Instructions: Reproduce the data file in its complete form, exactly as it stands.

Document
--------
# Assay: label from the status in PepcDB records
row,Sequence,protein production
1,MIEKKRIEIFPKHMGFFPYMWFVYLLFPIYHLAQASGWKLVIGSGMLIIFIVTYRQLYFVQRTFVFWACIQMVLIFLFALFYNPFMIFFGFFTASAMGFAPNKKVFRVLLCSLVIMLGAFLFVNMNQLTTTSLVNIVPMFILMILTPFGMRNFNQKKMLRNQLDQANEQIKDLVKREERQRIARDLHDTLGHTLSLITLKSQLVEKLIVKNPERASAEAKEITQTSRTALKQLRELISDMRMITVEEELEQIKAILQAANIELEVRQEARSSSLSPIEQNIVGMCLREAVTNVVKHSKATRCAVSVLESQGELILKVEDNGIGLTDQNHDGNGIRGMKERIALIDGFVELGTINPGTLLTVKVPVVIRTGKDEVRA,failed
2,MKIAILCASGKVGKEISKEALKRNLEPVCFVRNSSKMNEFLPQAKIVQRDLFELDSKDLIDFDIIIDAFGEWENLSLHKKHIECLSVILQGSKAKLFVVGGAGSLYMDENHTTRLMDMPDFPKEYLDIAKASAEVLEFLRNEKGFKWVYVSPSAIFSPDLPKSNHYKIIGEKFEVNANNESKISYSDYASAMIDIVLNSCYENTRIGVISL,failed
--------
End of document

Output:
# Assay: label from the status in PepcDB records
row,Sequence,protein production
1,MIEKKRIEIFPKHMGFFPYMWFVYLLFPIYHLAQASGWKLVIGSGMLIIFIVTYRQLYFVQRTFVFWACIQMVLIFLFALFYNPFMIFFGFFTASAMGFAPNKKVFRVLLCSLVIMLGAFLFVNMNQLTTTSLVNIVPMFILMILTPFGMRNFNQKKMLRNQLDQANEQIKDLVKREERQRIARDLHDTLGHTLSLITLKSQLVEKLIVKNPERASAEAKEITQTSRTALKQLRELISDMRMITVEEELEQIKAILQAANIELEVRQEARSSSLSPIEQNIVGMCLREAVTNVVKHSKATRCAVSVLESQGELILKVEDNGIGLTDQNHDGNGIRGMKERIALIDGFVELGTINPGTLLTVKVPVVIRTGKDEVRA,failed
2,MKIAILCASGKVGKEISKEALKRNLEPVCFVRNSSKMNEFLPQAKIVQRDLFELDSKDLIDFDIIIDAFGEWENLSLHKKHIECLSVILQGSKAKLFVVGGAGSLYMDENHTTRLMDMPDFPKEYLDIAKASAEVLEFLRNEKGFKWVYVSPSAIFSPDLPKSNHYKIIGEKFEVNANNESKISYSDYASAMIDIVLNSCYENTRIGVISL,failed